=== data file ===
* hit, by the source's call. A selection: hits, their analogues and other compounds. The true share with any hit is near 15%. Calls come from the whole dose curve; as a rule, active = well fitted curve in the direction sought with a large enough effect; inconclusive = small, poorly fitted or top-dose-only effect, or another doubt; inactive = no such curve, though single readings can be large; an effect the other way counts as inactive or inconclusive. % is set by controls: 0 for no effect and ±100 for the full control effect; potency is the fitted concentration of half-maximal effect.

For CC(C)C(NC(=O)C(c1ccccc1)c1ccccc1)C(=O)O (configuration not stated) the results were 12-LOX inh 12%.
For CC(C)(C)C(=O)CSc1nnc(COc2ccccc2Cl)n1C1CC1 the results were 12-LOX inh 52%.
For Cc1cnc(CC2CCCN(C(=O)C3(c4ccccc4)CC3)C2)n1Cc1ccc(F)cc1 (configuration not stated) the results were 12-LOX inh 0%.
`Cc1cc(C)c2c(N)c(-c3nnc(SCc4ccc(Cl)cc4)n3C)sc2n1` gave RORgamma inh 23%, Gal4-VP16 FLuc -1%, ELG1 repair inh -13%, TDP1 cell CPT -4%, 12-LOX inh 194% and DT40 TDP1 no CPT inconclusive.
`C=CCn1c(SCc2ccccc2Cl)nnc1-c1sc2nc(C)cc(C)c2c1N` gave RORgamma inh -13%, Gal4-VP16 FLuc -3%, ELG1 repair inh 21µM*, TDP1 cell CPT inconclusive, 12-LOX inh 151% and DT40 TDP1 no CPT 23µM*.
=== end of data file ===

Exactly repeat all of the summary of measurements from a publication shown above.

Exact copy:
* hit, by the source's call. A selection: hits, their analogues and other compounds. The true share with any hit is near 15%. Calls come from the whole dose curve; as a rule, active = well fitted curve in the direction sought with a large enough effect; inconclusive = small, poorly fitted or top-dose-only effect, or another doubt; inactive = no such curve, though single readings can be large; an effect the other way counts as inactive or inconclusive. % is set by controls: 0 for no effect and ±100 for the full control effect; potency is the fitted concentration of half-maximal effect.

For CC(C)C(NC(=O)C(c1ccccc1)c1ccccc1)C(=O)O (configuration not stated) the results were 12-LOX inh 12%.
For CC(C)(C)C(=O)CSc1nnc(COc2ccccc2Cl)n1C1CC1 the results were 12-LOX inh 52%.
For Cc1cnc(CC2CCCN(C(=O)C3(c4ccccc4)CC3)C2)n1Cc1ccc(F)cc1 (configuration not stated) the results were 12-LOX inh 0%.
`Cc1cc(C)c2c(N)c(-c3nnc(SCc4ccc(Cl)cc4)n3C)sc2n1` gave RORgamma inh 23%, Gal4-VP16 FLuc -1%, ELG1 repair inh -13%, TDP1 cell CPT -4%, 12-LOX inh 194% and DT40 TDP1 no CPT inconclusive.
`C=CCn1c(SCc2ccccc2Cl)nnc1-c1sc2nc(C)cc(C)c2c1N` gave RORgamma inh -13%, Gal4-VP16 FLuc -3%, ELG1 repair inh 21µM*, TDP1 cell CPT inconclusive, 12-LOX inh 151% and DT40 TDP1 no CPT 23µM*.